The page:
If you’re new to the construction industry or are a novice DIYer, you may be confused over which type of drill will get the job done the most effectively. And with so many drills available, such confusion is wholly understandable.
Some drills exist that can carry out a variety of functions, while others are designed for one specific task.
To help you figure out which type of drill would best match your requirements, here is a short guide to 5 of the most popular drill categories:
- Cordless drills
Ideal for carrying out a range of domestic DIY tasks, standard cordless drills typically have two functions: to both tighten and loosen screws, and drill holes. Controlling the torque (or the drill’s driving power), low numbers on a drill control slow the drill down and give you a greater degree of control. If you’re new to using a cordless drill, you’d be advised to start with a low speed number and work your way up, as drilling too fast can strip screwheads or even cause damage to the drill bit.
For materials such as wood, a lower speed is more effective, while for brickwork and masonry, a higher speed generally works better.
Some cordless drills have a hammer function as well, enabling you to drill into masonry, but this isn’t suitable for bigger, structural tasks.
2. Hammer drills
With their hammering action and more power than a regular cordless drill, hammer drills are ideal for drilling holes into masonry work. With the hammer drill’s force applied directly to its bit, hammer drills are more commonly used in construction settings, or for concrete and masonry work on larger domestic project, such as full home renovations or major remodeling work.
However, while the primary purpose of using a hammer drill is for its hammering action, this setting can be switched off to enable it to be used just as a standard drill would.
3. Multi-use and combi drills
With all of the same great features of a drill driver, combi drills also have a hammering action, enabling them to be used effectively when drilling into brick and masonry work. With more than one function, these drills are ideal for projects requiring a number of different tasks, such as drilling holes into brickwork or masonry, and removing brickwork and masonry; a simple change of the drill tip is all that’s required. Note that these are almost always corded, though, so an electrical supply is needed for their use.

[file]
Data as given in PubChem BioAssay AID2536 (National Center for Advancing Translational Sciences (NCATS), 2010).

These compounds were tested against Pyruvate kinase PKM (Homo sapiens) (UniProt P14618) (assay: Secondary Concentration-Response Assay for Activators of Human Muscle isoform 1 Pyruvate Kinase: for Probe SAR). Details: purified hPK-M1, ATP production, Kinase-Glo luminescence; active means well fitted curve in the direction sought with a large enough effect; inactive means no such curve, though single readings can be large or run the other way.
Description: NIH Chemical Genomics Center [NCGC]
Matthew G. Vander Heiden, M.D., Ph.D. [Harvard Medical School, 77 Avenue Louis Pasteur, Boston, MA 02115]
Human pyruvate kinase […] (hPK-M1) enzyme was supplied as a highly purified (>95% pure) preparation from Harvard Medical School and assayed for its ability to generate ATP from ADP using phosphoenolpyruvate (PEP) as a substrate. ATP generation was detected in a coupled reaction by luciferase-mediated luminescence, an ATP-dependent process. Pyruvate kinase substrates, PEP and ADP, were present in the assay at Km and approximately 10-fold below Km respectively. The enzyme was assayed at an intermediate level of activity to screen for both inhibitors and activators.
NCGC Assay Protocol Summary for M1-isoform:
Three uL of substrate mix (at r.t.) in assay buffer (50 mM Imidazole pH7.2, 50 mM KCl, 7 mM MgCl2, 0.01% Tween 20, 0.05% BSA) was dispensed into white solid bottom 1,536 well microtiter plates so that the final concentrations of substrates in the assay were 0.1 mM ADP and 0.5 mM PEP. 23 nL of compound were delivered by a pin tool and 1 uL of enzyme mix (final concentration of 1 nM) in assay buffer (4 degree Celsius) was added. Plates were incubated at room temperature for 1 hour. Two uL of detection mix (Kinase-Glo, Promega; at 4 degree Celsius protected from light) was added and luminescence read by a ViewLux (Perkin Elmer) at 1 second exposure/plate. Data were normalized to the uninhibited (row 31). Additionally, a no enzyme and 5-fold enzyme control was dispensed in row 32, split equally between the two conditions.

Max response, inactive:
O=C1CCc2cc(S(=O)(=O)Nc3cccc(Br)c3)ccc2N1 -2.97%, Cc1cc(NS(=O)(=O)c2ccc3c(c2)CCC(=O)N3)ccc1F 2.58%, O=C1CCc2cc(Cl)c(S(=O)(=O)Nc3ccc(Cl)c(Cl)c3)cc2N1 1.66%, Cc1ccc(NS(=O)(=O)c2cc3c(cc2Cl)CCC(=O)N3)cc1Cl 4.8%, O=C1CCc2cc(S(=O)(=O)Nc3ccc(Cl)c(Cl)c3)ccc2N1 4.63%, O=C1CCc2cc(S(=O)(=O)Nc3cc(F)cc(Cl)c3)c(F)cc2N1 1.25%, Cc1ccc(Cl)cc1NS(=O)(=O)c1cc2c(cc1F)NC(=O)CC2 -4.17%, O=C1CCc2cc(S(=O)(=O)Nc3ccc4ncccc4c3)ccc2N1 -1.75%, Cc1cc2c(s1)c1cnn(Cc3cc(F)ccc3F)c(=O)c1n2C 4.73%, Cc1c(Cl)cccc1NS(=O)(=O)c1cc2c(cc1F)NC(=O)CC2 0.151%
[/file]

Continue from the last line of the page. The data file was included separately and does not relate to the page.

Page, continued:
4. Rotary hammer drill
Rotary hammer drills work wonderfully well for drilling holes into materials like concrete and stone, but can also be used with great effect to remove tiles or walls with the help of a chisel inserted into the SDS holder of the chuck, in place of a drill bit.
Designed for drilling or chipping through tough materials such as brick and masonry, they are almost always corded, meaning an electrical supply is required for their use.
5. Demolition or jackhammer
Sometimes known as concrete breakers, demolition or jackhammers are the go-to tool for anyone trying to break down older structures, or those that are non-standard. Commonly used in construction and renovation projects, they are typically used to tear down slabs of tiles, concrete or brick walls, and are well suited to tasks of a heavy duty nature. From removing patios and tarmacked driveways, to concrete floors, the hammering action is explosive enough to break hard materials, while still being easy to move around, allowing for lower on-site operational costs and superior comfort, thanks to the lack of a compressor.As you can see, there are several different types of drills all capable of performing different functions, and to know more, take a trip to your local tool supplier and seek professional guidance. If you know what type of drill you need, on the other hand, simply visit an online retailer, place your order, and wait for it to arrive safely, securely and swiftly on your doorstep.